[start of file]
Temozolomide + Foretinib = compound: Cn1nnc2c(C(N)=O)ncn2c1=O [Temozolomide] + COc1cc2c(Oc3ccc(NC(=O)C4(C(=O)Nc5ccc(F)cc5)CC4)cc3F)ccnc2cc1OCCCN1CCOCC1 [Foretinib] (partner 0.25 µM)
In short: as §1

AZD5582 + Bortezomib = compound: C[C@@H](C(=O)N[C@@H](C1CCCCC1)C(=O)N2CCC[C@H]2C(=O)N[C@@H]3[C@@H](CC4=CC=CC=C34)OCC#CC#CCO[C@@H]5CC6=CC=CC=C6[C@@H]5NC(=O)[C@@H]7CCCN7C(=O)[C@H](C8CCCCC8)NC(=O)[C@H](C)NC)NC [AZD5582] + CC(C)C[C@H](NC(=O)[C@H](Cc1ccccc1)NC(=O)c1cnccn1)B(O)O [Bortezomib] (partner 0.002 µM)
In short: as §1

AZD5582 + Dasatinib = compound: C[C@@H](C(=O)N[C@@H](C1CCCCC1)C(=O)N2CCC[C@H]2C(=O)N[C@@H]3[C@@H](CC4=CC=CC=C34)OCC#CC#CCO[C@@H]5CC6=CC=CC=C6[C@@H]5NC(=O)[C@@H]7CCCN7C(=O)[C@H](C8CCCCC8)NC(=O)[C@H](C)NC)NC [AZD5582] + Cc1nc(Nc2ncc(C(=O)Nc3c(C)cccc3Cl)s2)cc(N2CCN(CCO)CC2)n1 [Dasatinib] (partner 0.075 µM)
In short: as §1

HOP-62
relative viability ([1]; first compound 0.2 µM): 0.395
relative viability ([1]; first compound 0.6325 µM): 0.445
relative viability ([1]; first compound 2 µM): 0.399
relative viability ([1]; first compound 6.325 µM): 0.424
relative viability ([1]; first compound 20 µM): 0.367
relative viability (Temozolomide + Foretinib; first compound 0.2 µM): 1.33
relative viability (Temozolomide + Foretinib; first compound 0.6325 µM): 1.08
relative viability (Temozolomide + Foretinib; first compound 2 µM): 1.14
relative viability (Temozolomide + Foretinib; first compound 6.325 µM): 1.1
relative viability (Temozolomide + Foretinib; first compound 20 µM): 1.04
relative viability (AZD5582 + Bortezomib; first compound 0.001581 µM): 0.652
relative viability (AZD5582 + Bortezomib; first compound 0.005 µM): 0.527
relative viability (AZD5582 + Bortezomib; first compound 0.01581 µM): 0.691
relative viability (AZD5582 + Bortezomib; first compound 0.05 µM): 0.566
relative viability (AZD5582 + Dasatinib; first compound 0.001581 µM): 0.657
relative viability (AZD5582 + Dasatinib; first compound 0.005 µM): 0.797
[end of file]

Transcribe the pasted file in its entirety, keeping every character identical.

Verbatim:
Temozolomide + Foretinib = compound: Cn1nnc2c(C(N)=O)ncn2c1=O [Temozolomide] + COc1cc2c(Oc3ccc(NC(=O)C4(C(=O)Nc5ccc(F)cc5)CC4)cc3F)ccnc2cc1OCCCN1CCOCC1 [Foretinib] (partner 0.25 µM)
In short: as §1

AZD5582 + Bortezomib = compound: C[C@@H](C(=O)N[C@@H](C1CCCCC1)C(=O)N2CCC[C@H]2C(=O)N[C@@H]3[C@@H](CC4=CC=CC=C34)OCC#CC#CCO[C@@H]5CC6=CC=CC=C6[C@@H]5NC(=O)[C@@H]7CCCN7C(=O)[C@H](C8CCCCC8)NC(=O)[C@H](C)NC)NC [AZD5582] + CC(C)C[C@H](NC(=O)[C@H](Cc1ccccc1)NC(=O)c1cnccn1)B(O)O [Bortezomib] (partner 0.002 µM)
In short: as §1

AZD5582 + Dasatinib = compound: C[C@@H](C(=O)N[C@@H](C1CCCCC1)C(=O)N2CCC[C@H]2C(=O)N[C@@H]3[C@@H](CC4=CC=CC=C34)OCC#CC#CCO[C@@H]5CC6=CC=CC=C6[C@@H]5NC(=O)[C@@H]7CCCN7C(=O)[C@H](C8CCCCC8)NC(=O)[C@H](C)NC)NC [AZD5582] + Cc1nc(Nc2ncc(C(=O)Nc3c(C)cccc3Cl)s2)cc(N2CCN(CCO)CC2)n1 [Dasatinib] (partner 0.075 µM)
In short: as §1

HOP-62
relative viability ([1]; first compound 0.2 µM): 0.395
relative viability ([1]; first compound 0.6325 µM): 0.445
relative viability ([1]; first compound 2 µM): 0.399
relative viability ([1]; first compound 6.325 µM): 0.424
relative viability ([1]; first compound 20 µM): 0.367
relative viability (Temozolomide + Foretinib; first compound 0.2 µM): 1.33
relative viability (Temozolomide + Foretinib; first compound 0.6325 µM): 1.08
relative viability (Temozolomide + Foretinib; first compound 2 µM): 1.14
relative viability (Temozolomide + Foretinib; first compound 6.325 µM): 1.1
relative viability (Temozolomide + Foretinib; first compound 20 µM): 1.04
relative viability (AZD5582 + Bortezomib; first compound 0.001581 µM): 0.652
relative viability (AZD5582 + Bortezomib; first compound 0.005 µM): 0.527
relative viability (AZD5582 + Bortezomib; first compound 0.01581 µM): 0.691
relative viability (AZD5582 + Bortezomib; first compound 0.05 µM): 0.566
relative viability (AZD5582 + Dasatinib; first compound 0.001581 µM): 0.657
relative viability (AZD5582 + Dasatinib; first compound 0.005 µM): 0.797